Unfortunately, when it comes to the debate over gun control, insanity prevails. Many people assume that the NRA is simply a puppet for gun sellers. But insider Richard Feldman, author of the 2007 memoir entitled Ricochet: Confessions of a Gun Lobbyist, says this isn’t the case. “The idea that the NRA follows orders from the gun companies is a joke,” he states. “If anything, it’s the other way around.” (Barrett, 2013) The NRA has filed potentially ruinous consumer boycotts against firearm makers that fail to follow the NRA’s agenda with the appropriate amount of zeal. “If you cross the NRA, you will pay for it,” Feldman says. (ibid)
Take the issue of universal background checks. Safety advocates have wanted to close this loophole for years; a loophole which allows anyone to buy a gun at a gun show or from a private citizen without any background check whatsoever. Most gun sellers would prefer to have universal background checks, since it makes for a level playing field and forces their competition to play by the same rules. Yet the NRA has fought fiercely to keep this loophole open, so that criminals and the mentally ill can purchase a gun as easily as they can a packet of bubblegum. The NRA even opposes seemingly benign legislation that would require secure gun storage.
So the NRA is in charge. Or are they? The organization itself seems to suffer from a severe case of bipolar disorder. After the Columbine massacre, Wayne LaPierre stated that “We believe in absolutely gun-free, zero-tolerance, totally safe schools. That means no guns in America’s schools, period.” In congressional testimony, he urged lawmakers to expand the computerized Federal Bureau of Investigation background check system for sales by federally licensed retailers so that it also covered “private” transactions at weekend gun shows and wherever guns are sold.
Fast forward a decade or two. At a Jan. 20, 2013 Senate Judiciary Committee hearing, Wayne Lapierre abandoned his earlier convictions on background checks, even going so far as to suggest that they should eliminate background checks altogether. “I mean, we all know that homicidal maniacs, criminals and the insane don’t abide by the law.” (ibid) The organization has also reversed its stance on guns in schools. As stated earlier, some legislators are even calling for kindergartners to be armed with their own guns, so that they can “defend themselves.”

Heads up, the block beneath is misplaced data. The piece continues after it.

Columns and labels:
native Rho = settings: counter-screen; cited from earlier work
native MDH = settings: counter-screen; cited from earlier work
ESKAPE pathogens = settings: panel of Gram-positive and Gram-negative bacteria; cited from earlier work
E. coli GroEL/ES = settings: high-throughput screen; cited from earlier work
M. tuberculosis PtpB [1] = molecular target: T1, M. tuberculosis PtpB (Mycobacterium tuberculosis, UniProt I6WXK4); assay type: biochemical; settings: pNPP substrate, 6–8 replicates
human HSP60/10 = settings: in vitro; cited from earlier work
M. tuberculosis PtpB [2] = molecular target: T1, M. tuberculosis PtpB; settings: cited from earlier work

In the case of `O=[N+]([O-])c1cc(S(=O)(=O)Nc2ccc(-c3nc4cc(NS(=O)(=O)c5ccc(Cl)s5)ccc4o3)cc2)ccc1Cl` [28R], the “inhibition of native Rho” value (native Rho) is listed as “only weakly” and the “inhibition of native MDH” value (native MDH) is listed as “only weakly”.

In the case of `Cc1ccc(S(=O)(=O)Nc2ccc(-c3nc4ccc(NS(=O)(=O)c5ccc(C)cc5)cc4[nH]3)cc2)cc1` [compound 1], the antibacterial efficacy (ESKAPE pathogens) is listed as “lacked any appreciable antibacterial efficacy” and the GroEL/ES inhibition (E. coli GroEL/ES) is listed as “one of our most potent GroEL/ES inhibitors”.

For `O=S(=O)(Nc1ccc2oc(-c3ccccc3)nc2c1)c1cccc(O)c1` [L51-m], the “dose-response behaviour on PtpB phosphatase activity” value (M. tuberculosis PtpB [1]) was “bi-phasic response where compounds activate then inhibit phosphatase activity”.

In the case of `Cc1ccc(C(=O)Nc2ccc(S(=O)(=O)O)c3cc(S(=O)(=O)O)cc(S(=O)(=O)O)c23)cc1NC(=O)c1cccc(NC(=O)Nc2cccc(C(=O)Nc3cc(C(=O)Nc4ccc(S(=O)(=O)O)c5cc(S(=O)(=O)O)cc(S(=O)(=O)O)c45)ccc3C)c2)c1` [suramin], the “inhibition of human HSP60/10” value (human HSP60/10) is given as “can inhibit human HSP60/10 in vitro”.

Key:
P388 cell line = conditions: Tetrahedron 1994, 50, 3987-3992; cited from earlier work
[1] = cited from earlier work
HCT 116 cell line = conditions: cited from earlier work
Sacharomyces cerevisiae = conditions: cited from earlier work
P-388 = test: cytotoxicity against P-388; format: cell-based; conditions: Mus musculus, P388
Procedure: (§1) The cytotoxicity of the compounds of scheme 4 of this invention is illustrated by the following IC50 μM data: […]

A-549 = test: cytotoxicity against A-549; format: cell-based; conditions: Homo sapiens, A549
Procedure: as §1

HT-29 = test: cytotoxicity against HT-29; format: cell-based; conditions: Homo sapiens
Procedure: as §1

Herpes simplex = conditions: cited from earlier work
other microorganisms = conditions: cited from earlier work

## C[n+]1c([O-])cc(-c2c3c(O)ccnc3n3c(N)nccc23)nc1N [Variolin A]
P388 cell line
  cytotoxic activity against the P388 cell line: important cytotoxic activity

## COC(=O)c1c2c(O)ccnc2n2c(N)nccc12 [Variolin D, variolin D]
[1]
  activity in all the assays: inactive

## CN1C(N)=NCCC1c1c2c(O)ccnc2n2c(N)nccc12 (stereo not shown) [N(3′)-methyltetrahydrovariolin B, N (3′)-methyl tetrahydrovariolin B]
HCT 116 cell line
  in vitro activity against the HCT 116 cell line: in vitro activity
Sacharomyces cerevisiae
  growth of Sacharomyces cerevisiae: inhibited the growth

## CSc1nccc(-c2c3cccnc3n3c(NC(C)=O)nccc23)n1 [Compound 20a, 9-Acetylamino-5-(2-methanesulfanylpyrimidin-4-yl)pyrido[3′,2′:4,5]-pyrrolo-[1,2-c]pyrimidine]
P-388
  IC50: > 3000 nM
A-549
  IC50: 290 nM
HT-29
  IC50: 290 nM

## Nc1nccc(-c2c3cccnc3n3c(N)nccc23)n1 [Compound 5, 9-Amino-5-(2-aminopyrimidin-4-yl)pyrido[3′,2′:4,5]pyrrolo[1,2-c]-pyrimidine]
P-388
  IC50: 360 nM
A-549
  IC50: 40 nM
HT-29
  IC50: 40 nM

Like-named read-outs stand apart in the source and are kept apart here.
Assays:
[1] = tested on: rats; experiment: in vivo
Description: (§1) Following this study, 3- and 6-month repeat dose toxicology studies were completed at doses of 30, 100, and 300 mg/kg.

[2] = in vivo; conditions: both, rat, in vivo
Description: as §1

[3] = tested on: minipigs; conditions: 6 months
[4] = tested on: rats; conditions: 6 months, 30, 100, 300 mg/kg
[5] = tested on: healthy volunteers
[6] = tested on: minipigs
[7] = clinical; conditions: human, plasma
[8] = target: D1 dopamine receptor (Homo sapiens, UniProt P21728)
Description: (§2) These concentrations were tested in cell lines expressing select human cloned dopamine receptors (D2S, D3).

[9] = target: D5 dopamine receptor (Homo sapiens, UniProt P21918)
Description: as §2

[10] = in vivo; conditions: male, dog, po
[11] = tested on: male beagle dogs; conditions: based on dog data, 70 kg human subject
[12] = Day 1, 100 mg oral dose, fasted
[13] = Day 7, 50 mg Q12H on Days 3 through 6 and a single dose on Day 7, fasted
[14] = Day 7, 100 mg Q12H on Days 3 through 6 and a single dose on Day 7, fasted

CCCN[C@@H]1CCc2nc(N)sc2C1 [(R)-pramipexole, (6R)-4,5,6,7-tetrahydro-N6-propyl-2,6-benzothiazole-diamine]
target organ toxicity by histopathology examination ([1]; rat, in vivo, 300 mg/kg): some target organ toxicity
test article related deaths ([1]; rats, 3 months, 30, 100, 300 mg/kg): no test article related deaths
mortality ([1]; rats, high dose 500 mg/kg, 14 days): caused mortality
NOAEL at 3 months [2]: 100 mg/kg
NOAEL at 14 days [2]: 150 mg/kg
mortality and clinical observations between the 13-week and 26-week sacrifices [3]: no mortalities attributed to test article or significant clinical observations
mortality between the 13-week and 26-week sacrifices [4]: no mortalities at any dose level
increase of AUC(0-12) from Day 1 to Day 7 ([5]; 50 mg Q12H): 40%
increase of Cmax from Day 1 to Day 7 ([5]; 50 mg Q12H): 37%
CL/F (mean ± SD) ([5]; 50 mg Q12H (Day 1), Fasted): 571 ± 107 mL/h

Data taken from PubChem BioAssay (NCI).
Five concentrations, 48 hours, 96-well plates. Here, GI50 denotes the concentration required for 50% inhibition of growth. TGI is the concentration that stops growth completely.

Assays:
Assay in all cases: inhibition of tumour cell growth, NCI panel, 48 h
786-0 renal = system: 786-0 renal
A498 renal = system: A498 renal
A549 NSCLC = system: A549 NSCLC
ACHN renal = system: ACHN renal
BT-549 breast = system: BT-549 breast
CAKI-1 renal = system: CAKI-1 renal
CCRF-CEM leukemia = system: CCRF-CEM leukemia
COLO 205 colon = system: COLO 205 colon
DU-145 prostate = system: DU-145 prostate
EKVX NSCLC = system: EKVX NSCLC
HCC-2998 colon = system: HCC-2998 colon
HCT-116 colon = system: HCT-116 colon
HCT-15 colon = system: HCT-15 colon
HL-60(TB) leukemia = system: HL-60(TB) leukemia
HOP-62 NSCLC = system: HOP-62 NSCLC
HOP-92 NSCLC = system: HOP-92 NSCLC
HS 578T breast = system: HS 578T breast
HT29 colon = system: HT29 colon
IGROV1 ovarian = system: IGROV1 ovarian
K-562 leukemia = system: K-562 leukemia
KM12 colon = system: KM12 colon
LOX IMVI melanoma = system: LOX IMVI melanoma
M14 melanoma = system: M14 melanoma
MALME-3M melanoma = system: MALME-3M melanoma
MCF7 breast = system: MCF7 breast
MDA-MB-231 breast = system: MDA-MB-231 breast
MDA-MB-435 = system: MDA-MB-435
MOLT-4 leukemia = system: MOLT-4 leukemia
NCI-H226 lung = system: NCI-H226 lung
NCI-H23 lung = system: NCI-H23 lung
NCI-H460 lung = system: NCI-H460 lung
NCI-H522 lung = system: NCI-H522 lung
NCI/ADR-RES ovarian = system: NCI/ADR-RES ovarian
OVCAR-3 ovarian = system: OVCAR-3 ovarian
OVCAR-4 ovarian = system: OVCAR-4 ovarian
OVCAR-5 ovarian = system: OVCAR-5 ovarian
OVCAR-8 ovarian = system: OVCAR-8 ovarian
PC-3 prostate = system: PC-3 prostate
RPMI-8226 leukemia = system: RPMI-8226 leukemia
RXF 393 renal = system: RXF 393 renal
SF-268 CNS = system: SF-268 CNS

What happened? Did LaPierre suffer a stroke during that time period which damaged his ability to think and form lucid thoughts? It might seem that way, but no. What actually happened is that Wayne received a tremendous amount of backlash for his more reasonable position, which forced him into adopting a more extreme view. It seems that even the head honchos for the NRA aren’t in charge either.
Smaller, more extreme groups end up jostling with the NRA for the attention (and wallets) of gun owners, which ends up pushing the NRA to the extreme. One such example is the Gun Owners of America, a group that calls itself “the only no-compromise gun lobby in Washington.” Two days before the NRA released its response after Newtown, Larry Pratt, the leader of the organization, said in a USA Today Op Ed piece: “In addition to the gunman, blood is on the hands of members of Congress and the Connecticut legislature who voted to ban guns from all schools in Connecticut. They are the ones who made it illegal to defend oneself with a gun in a school.” (ibid)
Despite what the previous comment might suggest, I’m told that Larry Pratt is not in actuality brain-dead, he just sounds that way. Never mind the fact that the Newtown school massacre was committed by a gun enthusiast (much like Larry Pratt), with assault rifles (like the ones Larry Pratt advocates for), and was also a member of the NRA, an organization Larry Pratt thinks too moderate for his tastes. Somehow in Larry Pratt’s twisted little mind, it is the people who tried to make it harder for Adam Lanza to get guns who are to blame. Talk about guilt-laden projection. It’s people like Larry Pratt who share a responsibility for the 20 children and six teachers slaughtered that day, not those who advocate for reasonable gun control.
Yet it’s the morons with extreme positions who are largely guiding this debate. It’s almost as if we allowed foreign policy to be decided by terrorists. Which brings us to the scariest realization of all: No one is in charge. The gun policy debate is being guided by irrationality, and reasonable voices are being buried underneath the fanatics, for the simple reason that the fanatics are the ones screaming loudest and staying most active on this issue. It’s time that everyday citizens started taking back the debate.